It was a couple of months ago the new rimfire silencer from Liberty Suppressors, the Vector showed up for review.

Range Time 

First Impressions 

The Vector is comprised of an aluminum tube and stainless steel baffles.

Being somewhat modular, if you choose to you can remove an inch of the tube and two baffles from the end. Once you install the end cap you will have shortened the length from six inches to five inches, though you do sacrifice about five decibels of noise suppression.

An aluminum knurled tool is included to remove the tail cap and a common 3/8″ drive ratchet is used to remove the end cap.

The baffles are designed to form their own tube, not touching the inside of the housing, in order to keep the fouling at a minimum inside the aluminum housing. This makes disassembly much easier especially if you neglect cleaning the can as often as you should.

The 18-8 stainless steel baffles have a gas dispersion ring to cut down on the fouling from collecting where the baffles meet, making them easier to separate. The baffles are identical so they need not be in a particular order reassembly.  Being made of stainless steel the baffles can be cleaned with any number of solvents or even with a vibratory process.  Shown in the photo is the build-up after about 1000 rounds of .22 LR (super and subs) as well as .22 WMR, and disassembly was not a problem.

The Vector was designed with a bit of modularity and ease of maintenance but did not impact accuracy or function of any of the three hosts I used: Ruger MK IV 22/45 Lite, Ruger 10/22 Take Down Lite, and Kel-Tec PMR 30. If you are interested in a can that will stand up to magnum rimfire without strict service intervals the Vector is certainly worth looking at.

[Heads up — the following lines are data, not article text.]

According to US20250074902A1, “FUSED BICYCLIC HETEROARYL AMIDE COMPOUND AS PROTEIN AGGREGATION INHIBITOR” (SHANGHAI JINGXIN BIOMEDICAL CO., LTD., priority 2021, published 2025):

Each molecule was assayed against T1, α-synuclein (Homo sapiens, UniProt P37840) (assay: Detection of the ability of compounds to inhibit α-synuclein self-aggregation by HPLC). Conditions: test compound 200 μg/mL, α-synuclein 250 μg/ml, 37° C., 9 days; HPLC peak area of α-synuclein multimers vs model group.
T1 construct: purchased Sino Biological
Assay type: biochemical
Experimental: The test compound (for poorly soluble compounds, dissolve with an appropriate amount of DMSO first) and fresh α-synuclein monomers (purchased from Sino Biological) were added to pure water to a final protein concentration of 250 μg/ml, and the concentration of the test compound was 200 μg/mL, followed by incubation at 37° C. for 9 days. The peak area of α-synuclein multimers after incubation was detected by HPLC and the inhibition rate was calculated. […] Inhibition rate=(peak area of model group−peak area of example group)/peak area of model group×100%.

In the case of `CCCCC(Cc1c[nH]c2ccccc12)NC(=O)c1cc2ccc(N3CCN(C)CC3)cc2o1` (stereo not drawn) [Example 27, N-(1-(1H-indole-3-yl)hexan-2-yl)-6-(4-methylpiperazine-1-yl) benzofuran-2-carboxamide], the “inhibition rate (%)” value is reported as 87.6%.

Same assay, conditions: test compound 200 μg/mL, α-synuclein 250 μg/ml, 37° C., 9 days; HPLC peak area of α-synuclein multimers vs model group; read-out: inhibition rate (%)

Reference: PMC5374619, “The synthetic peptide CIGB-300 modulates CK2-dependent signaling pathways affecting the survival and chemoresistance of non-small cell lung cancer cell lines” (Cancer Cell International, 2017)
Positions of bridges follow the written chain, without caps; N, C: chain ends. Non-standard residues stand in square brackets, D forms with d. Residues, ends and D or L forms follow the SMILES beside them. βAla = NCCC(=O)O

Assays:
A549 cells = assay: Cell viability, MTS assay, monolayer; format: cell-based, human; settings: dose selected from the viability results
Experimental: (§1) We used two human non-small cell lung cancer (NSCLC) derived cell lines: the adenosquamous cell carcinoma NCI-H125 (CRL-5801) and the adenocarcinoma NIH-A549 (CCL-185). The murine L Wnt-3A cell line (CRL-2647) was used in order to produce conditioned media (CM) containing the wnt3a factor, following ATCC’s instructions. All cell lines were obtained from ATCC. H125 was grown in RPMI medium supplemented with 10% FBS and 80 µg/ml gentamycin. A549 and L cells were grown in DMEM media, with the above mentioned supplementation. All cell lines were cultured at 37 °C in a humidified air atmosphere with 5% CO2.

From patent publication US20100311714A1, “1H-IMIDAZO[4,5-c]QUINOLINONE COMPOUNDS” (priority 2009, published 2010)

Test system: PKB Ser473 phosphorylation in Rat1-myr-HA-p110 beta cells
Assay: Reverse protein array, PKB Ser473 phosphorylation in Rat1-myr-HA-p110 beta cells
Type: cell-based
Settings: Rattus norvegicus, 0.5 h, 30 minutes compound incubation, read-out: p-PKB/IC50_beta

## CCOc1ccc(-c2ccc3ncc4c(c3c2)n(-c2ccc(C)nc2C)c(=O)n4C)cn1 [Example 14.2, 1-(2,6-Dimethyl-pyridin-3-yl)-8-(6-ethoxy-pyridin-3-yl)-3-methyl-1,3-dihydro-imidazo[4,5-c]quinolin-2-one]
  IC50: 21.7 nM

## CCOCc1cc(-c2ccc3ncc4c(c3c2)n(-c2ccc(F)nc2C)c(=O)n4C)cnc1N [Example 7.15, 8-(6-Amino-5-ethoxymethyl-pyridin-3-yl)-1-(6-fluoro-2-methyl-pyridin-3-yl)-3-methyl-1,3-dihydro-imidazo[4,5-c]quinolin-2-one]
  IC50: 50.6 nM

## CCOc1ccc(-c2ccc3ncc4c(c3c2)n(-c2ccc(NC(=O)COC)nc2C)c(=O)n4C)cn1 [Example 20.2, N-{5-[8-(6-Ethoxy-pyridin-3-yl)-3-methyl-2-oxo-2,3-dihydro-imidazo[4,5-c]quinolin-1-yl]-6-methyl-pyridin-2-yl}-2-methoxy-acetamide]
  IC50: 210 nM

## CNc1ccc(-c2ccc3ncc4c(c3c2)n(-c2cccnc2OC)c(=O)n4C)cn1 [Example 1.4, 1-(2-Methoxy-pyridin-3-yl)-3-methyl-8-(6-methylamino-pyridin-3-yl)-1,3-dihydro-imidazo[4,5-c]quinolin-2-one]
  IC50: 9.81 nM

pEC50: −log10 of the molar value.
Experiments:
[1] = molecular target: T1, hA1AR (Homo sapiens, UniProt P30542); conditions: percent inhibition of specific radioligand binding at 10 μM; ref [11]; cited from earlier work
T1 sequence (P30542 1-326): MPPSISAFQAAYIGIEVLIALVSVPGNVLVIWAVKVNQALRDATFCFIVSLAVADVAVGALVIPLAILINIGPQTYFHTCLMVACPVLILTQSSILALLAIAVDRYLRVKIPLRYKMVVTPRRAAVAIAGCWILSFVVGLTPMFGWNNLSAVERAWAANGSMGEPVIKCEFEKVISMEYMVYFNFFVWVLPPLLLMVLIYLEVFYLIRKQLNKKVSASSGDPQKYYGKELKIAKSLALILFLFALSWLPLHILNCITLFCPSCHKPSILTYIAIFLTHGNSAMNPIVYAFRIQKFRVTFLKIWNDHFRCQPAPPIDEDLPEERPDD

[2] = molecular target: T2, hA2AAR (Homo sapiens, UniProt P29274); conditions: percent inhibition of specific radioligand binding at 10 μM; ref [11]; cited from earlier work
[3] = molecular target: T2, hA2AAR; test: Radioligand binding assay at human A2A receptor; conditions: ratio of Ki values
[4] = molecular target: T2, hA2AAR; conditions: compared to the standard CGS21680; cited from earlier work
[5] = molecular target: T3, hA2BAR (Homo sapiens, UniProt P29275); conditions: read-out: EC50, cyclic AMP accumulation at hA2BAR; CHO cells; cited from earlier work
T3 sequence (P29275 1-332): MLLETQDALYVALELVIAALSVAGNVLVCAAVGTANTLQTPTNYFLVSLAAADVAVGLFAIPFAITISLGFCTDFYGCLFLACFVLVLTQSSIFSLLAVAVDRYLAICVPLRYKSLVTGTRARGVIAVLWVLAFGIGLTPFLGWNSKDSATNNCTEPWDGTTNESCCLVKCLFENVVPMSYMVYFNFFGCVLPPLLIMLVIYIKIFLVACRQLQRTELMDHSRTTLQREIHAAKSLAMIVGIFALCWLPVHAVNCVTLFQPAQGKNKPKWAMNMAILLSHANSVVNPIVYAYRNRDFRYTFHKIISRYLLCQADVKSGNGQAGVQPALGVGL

By Hunter Elliott

I spent much of my youth involved with firearms and felt the call early on to the United States Marine Corps, following in my father's and his brother's footsteps. Just after high school I enlisted and felt most at home on the rifle range, where I qualified expert with several firearms and spent some time as a rifle coach to my fellow Marines. After being honorably discharged I continued teaching firearm safety, rifle and pistol marksmanship, and began teaching metallic cartridge reloading. In the late 1990s I became a life member to the National Rifle Association and worked with the Friends of the NRA. Around that time my father and I became involved with IDPA and competed together up until he passed away. I began reviewing firearms for publications in the mid 2000s and have been fortunate to make many friends in the industry. Continuing to improve my firearms skills and knowledge is a never ending journey in which we should all be committed. I am also credited as weapons master on a few independent films.

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